In our socio-political environment, many of us need to define the word “communication,” As I often tell my students, “Just because you are talking doesn’t mean you are communicating.” People are talking nonstop, but what are they saying and who are they saying it to. People are feeling rage, anger, gladness, relief, sorrow, and all sorts of emotions based on things they have heard on the news and other media. The noise in our ears is like the circular arguments of philosophy – it triggers reactions without any real understanding. The terms have not been defined and we are not asking enough open-ended questions to get real answers. Everyone has an opinion, but is it an opinion that really counts. Communication is an exchange. It is a transfer of information from one person to another. Communication in all its forms (talking, writing, reading, listening) is the act of giving, receiving, and sharing information while respecting a different of opinions. We should be able to share our feelings, thoughts, experiences, ideas, and suggestions in a civilized forum, as well as convey good feedback. The goal is to be able to utilize the best forms of knowledge and wisdom available to us. This is true in a general sense as well as in specific instances.

Defining my guiding words is something I plan to pursue in my daily life. As a writer, communication is critical, even more so as a member of the the beloved community. After all, Benelog (the good word ) is my moniker. Perhaps we can achieve more satisfaction in our relationships and our civic community if we define and use these guiding words: humanity, empathy, compassion, charity, neighborly, citizen, courtesy, unity, peace, safety, gratitude, and love.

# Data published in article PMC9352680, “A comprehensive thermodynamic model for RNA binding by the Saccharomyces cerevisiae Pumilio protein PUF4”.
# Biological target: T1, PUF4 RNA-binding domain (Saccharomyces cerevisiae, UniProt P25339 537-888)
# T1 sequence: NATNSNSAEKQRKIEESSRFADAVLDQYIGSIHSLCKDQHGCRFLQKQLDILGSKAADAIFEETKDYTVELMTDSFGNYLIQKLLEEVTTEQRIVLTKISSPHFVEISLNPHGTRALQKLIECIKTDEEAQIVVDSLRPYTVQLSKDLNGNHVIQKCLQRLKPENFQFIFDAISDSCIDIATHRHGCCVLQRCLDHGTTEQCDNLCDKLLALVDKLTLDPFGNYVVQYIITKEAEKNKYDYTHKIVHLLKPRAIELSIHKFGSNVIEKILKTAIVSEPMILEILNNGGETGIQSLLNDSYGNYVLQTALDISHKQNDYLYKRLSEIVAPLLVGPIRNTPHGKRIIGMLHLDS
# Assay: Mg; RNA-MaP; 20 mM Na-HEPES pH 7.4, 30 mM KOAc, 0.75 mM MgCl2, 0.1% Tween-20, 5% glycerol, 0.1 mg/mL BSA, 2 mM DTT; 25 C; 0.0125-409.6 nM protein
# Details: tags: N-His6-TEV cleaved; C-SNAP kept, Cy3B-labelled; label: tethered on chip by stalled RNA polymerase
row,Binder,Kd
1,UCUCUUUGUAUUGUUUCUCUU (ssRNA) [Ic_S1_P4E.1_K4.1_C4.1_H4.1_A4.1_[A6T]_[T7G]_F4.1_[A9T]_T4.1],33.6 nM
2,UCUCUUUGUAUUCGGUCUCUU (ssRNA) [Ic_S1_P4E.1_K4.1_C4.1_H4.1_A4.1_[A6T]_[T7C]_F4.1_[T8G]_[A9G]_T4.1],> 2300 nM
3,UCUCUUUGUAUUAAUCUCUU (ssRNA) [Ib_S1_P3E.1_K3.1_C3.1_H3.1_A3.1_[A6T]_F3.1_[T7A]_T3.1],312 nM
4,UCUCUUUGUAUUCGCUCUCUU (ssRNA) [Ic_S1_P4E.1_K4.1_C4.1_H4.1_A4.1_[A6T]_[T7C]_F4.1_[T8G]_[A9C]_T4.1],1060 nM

What are your guiding words? How do you define them? I’d love to hear from you. Thank you for listening to me by reading my words. Continue to stay safe and sane. Share a good word.

4 Essential Keys to Effective Communication in Love, Life, Work–Anywhere! is an excellent ‘How-To Guide’ teaching some of the basics for practicing the key skills that will help you identify and overcome communication barriers and achieve relationship success with the important people in your life. Amazon

True Engagement

Have you ever had someone ask you a question and never give you a chance to answer; they continue talking as if the answer wasn’t relevant or as if they already knew the answer? How annoying is that? God forbid they actually answer the question for you! This is not a conversation because there is no engagement.

Another example of this lack of engagement is when the questions are closed, requiring a yes, no, or some other monosyllabic reply. These interactions often occur with teens. Questions like, “How was school today,” or “Did you have fun tonight?” The answers are yes, no, alright, or I guess. No real information has been exchanged. No real engagement has taken place. Whether we want to admit it or not, these types of dialogue are useless.

The formula for true dialogue, for true conversation is: open-ended questions + active listening = engagement. As an educator, I could get very academic with this, but that is not my purpose. What I’m after as a person, as a writer, as a blogger, and as an individual in relationship with other individuals, is true engagement, true dialogue, real conversation.

This can only happen if we are truly interested in what others have to say. Their experiences, their worldview, their opinions, must be as valuable to us when we are talking as our’s. That doesn’t mean that we won’t disagree from time to time, but it does mean we understand the basis of someone else’s point of view. After all, conversation by definition is an exchange of thoughts, ideas, and/or feelings between people.